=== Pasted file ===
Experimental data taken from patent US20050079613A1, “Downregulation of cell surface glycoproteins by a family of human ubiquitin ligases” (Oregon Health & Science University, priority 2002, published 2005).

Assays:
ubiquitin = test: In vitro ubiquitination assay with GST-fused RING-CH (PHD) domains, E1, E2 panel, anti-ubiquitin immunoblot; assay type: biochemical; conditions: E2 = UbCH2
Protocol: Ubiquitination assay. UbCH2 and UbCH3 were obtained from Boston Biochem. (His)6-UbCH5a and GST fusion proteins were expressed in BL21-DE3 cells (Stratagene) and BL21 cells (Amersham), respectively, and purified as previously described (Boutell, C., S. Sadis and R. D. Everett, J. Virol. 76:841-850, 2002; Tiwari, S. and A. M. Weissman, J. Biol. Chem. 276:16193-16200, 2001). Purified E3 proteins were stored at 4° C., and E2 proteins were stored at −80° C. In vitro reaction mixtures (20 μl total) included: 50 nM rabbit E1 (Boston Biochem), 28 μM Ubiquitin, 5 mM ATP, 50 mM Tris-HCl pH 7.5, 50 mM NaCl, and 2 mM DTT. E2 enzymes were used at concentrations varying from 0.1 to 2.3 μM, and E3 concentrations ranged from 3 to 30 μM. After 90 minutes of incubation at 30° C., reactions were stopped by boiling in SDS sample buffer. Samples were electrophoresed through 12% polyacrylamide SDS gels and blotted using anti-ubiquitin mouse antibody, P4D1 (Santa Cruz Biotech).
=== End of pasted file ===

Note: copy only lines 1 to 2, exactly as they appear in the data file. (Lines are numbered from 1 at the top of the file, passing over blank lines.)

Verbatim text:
Experimental data taken from patent US20050079613A1, “Downregulation of cell surface glycoproteins by a family of human ubiquitin ligases” (Oregon Health & Science University, priority 2002, published 2005).

Assays: